Cameron is best known for his MKUltra-related and other behavior modification research for the CIA.[16] Cameron was President of the American Psychiatric Association in 1952–1953. He lived and worked in Albany, New York, and was involved in experiments in Canada for Project MKUltra, a CIA-directed mind control program which eventually led to the publication of the KUBARK Counterintelligence Interrogation manual.

Cameron had been hoping to correct schizophrenia by erasing existing memories and reprogramming the psyche. He commuted from Albany to Montreal every week to work at McGill's Allan Memorial Institute and was paid $69,000 from 1957 to 1964 to carry out MKUltra experiments there. In addition to LSD, he experimented with various paralytic drugs and electroconvulsive therapy at thirty to forty times the normal power.[citation needed] His "driving" experiments consisted of putting a subject into a drug-induced coma for weeks at a time (up to three months in one case) while playing tape loops of noise or simple statements. These experiments were typically carried out on patients who had entered the institute for minor problems such as anxiety disorders and postpartum depression; many suffered permanent debilitation after these treatments.[17] Such consequences included incontinence, amnesia, forgetting how to talk, forgetting their parents, and thinking their interrogators were their parents.[18] His work was inspired and paralleled by the British psychiatrist William Sargant, who was also involved in the Intelligence Services and experimented extensively on his patients without their consent, causing similar long-term damage.[19]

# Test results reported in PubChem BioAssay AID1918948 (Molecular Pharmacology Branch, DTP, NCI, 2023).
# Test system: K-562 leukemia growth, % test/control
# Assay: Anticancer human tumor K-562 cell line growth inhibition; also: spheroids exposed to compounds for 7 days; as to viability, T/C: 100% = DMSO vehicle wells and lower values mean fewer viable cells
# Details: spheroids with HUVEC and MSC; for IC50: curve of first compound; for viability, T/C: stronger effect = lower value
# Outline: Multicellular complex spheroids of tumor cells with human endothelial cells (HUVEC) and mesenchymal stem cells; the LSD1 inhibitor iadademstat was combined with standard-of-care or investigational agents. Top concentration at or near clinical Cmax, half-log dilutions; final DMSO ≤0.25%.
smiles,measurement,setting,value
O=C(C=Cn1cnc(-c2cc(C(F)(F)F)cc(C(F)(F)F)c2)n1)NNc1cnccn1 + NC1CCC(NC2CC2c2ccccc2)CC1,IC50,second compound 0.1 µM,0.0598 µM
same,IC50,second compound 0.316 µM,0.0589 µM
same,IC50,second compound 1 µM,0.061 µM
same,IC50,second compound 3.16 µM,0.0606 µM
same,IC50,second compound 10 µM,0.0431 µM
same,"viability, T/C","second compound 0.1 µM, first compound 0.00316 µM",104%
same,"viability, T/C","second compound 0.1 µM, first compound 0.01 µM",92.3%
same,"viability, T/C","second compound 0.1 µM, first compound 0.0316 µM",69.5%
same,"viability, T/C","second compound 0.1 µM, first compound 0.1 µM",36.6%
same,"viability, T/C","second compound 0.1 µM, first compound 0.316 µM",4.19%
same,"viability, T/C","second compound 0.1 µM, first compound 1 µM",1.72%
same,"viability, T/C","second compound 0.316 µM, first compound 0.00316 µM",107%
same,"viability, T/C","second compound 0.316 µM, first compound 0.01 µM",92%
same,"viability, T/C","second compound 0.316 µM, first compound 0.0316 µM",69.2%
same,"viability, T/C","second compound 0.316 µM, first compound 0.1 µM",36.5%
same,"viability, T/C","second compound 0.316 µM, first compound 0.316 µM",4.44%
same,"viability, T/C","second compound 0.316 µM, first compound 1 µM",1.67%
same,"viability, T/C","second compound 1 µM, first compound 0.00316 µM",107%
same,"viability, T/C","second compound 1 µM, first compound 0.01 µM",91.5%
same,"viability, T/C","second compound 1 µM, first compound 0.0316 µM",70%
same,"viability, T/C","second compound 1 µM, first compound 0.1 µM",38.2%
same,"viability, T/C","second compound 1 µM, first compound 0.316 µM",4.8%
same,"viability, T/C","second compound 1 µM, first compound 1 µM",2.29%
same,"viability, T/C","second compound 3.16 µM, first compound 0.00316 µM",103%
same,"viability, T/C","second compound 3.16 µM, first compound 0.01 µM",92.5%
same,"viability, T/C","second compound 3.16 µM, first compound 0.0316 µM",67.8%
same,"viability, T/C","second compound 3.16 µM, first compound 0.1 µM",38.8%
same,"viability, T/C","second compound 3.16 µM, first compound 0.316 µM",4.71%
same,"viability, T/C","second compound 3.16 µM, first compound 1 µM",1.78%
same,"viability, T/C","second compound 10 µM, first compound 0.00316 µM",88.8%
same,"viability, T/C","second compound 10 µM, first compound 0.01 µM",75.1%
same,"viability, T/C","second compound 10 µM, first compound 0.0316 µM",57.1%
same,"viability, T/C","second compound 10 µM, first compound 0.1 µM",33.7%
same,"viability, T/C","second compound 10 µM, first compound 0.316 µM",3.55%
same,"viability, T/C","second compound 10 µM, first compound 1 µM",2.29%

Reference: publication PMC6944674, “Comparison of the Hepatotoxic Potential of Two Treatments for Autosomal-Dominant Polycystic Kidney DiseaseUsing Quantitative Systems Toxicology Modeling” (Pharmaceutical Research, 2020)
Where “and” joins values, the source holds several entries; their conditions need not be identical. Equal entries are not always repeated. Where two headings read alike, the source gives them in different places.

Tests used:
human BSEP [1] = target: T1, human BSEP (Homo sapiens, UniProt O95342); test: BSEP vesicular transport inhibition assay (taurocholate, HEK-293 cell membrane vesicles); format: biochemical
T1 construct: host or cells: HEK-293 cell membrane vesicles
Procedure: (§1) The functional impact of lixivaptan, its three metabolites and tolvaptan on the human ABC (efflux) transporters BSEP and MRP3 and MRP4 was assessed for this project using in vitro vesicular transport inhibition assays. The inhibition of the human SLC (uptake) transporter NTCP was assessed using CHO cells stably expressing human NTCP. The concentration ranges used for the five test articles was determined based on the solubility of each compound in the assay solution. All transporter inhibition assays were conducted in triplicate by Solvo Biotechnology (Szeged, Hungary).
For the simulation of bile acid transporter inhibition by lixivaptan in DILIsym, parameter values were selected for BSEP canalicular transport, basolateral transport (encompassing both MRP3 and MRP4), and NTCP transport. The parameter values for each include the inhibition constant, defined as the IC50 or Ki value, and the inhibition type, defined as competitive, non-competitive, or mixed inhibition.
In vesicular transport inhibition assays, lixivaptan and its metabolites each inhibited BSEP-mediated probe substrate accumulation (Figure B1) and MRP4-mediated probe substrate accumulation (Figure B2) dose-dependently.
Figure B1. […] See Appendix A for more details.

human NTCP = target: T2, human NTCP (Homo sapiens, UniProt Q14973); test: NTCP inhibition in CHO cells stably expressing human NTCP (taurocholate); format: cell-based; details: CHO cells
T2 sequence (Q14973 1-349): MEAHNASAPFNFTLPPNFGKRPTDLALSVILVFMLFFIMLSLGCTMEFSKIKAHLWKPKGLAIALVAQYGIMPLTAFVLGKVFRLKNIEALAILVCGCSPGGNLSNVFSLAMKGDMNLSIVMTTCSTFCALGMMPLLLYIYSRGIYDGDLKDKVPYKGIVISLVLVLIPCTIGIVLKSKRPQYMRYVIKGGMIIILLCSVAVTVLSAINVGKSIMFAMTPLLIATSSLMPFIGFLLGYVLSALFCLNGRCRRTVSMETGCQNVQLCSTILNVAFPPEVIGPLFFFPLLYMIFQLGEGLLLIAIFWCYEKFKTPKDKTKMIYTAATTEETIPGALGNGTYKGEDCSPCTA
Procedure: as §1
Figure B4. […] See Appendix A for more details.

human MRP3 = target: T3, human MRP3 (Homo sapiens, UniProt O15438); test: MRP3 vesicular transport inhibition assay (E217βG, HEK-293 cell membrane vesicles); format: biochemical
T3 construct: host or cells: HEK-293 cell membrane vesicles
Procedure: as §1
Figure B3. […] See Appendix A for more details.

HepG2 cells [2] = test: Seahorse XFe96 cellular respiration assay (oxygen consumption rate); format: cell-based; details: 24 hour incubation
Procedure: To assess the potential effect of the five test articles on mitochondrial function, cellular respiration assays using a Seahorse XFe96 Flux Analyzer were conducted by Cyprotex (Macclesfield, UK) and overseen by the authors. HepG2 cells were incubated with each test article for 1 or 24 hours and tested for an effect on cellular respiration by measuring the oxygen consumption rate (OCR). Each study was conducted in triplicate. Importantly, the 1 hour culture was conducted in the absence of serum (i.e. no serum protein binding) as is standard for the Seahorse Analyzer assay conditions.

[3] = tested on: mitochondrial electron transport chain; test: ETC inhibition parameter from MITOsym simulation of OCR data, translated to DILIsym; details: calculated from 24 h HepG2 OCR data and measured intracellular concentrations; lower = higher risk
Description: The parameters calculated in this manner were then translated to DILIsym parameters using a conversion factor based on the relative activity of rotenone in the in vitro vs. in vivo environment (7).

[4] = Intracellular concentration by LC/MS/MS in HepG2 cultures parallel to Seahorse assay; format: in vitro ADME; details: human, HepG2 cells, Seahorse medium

It was during this era that Cameron became known worldwide as the first chairman of the World Psychiatric Association as well as president of the American and Canadian psychiatric associations. He had also been a member of the Nuremberg medical tribunal in 1946–1947.[20]